Friday, December 4, 2009

Works of Mercy: Ireland and Uganda

Thanks to Google, I happened to land on a Canadian News service to read the story of the settlement awarded to victims of abuse by Irish nuns.   However disturbing the news story,  it was the ignorant comments by readers that triggered my response.  Their hatred is as despicable as the sins they criticize. In as much as logic and language itself are often inadequate, honest commentary and criticism has a place.  Those who have read some of my posts know that I have "Catholic issues".  However, I can be, at times, somewhat of an apologist.  I posted my comment/reply to this story:

The situation is so tragic for all involved. Of course, especially for the victims of abuse, but also for the Sisters, most of whom, both past and present, lead prayerful lives of service in education, medicine, social work, homeless shelters and many other areas. They must now suffer for the sins of others who lived in a very unenlightened age. It is not at all unlikely that those who perpetrated the abuse, were themselves abused as children, whether by family members, strangers, foster parents, priests or sisters. There is enough blame to go around, for sure. As for the money, I imagine most is tied to property – convents, schools, retreat facilities – and to investments/endowments that are used to fund the services to the poor and sick. Unfortunately, there are no winners here.

Just as a reminder, the works of Mercy (and,  I think,  the definition of the Catholic Church at its best) are as follows:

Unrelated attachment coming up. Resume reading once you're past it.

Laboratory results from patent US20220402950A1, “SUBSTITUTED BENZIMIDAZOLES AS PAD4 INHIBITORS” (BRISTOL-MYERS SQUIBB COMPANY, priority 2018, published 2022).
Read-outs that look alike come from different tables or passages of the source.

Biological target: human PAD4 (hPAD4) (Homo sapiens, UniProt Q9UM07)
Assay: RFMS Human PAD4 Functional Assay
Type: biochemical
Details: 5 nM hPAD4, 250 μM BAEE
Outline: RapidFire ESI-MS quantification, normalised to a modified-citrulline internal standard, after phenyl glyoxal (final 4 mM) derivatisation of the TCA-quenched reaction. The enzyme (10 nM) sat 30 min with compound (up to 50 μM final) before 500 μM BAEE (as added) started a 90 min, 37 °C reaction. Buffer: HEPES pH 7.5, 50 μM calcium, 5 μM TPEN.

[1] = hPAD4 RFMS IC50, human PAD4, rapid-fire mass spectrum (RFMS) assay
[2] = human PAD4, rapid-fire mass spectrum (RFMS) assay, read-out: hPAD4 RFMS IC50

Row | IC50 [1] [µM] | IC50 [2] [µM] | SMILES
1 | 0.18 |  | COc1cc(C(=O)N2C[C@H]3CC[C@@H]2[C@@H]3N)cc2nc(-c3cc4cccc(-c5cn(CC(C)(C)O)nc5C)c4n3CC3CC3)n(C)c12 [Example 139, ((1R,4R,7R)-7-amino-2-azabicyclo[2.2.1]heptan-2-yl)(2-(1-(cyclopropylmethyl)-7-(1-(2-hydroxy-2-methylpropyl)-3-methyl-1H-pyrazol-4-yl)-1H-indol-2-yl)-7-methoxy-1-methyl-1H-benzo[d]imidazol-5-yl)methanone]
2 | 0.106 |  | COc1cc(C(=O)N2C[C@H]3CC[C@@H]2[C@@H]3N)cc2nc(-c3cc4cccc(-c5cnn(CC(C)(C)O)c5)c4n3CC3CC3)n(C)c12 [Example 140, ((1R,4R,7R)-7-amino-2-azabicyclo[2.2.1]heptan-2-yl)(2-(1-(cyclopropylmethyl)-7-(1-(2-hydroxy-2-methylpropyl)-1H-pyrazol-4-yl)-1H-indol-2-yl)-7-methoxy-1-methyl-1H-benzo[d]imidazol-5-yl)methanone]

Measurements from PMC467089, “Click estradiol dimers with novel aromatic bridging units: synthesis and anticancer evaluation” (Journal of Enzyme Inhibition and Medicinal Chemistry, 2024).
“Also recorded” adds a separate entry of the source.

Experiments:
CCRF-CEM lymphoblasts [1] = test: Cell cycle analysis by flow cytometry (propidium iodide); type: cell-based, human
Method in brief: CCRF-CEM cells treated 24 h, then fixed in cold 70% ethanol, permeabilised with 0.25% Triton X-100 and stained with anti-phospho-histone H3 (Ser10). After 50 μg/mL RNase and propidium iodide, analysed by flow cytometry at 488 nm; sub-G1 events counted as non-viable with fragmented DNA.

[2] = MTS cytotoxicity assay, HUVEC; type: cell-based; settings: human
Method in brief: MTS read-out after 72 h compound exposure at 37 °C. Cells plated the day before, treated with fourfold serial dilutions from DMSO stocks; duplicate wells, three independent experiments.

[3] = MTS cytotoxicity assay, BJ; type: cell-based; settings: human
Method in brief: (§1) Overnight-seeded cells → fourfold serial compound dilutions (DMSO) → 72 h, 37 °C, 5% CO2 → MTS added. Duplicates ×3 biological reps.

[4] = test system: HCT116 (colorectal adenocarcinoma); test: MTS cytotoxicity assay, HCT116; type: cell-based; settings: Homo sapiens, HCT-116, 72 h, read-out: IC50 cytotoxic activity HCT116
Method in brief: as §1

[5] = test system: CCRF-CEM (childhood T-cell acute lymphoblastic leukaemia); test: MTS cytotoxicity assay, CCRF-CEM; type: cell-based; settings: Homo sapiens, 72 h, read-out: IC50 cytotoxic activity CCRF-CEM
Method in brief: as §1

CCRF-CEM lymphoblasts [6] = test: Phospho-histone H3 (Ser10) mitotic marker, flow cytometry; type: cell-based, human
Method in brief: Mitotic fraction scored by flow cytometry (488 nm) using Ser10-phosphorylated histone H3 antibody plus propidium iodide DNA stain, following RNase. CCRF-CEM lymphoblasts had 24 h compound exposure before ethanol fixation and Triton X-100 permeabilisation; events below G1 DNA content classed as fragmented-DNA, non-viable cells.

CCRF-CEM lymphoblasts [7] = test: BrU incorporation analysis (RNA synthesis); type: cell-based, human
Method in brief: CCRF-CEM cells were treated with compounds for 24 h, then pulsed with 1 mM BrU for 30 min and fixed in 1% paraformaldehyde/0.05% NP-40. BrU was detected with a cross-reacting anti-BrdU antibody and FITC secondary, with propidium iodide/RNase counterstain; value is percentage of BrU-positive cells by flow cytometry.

The corporal works of mercy are:
To feed the hungry;
To give drink to the thirsty;
To clothe the naked;
To harbour the harbourless;
To visit the sick;
To ransom the captive;
To bury the dead.

The spiritual works of mercy are:
To instruct the ignorant;
To counsel the doubtful;
To admonish sinners;
To bear wrongs patiently;
To forgive offences willingly;
To comfort the afflicted;
To pray for the living and the dead.

This is a sad time for the Church.  I would hope and pray for a new beginning - where mercy is shown in a true spirit of humility and integrity.

And while we're at it, read a plea for help from Uganda:
And see this report on the topic from Rachel Maddow


  1. An observation from somebody who used to be very "into" church - One of the nice things about the Catholic Church is that you do get all these nice, neat, tidy lists that spell it out for you.

    Whereas in the Protestant, evangelical churches all you get is the Ten C's and the Lord's Prayer, and about a million jillion words of sermons, Sunday school, and assorted periodicals and books.

    Eventually everything on those little tidy lists is covered, but you have to sort through a lot of blather, and the infinite repetition of the Plan of Salvation, which is all some preachers know to talk about - even when the audience has heard it and memorized it since they toddlers.

    But then of course you grow up, I mean really grow up, and you realize there is Something beyond all the lists and all the sermons that can't be summarized in words, something much more important than any rules devised by man: Love, the big divine mystery at the heart of all things.

    Words can only ever be signposts pointing in that direction; but they can't substitute for the thing itself, though we like to try.



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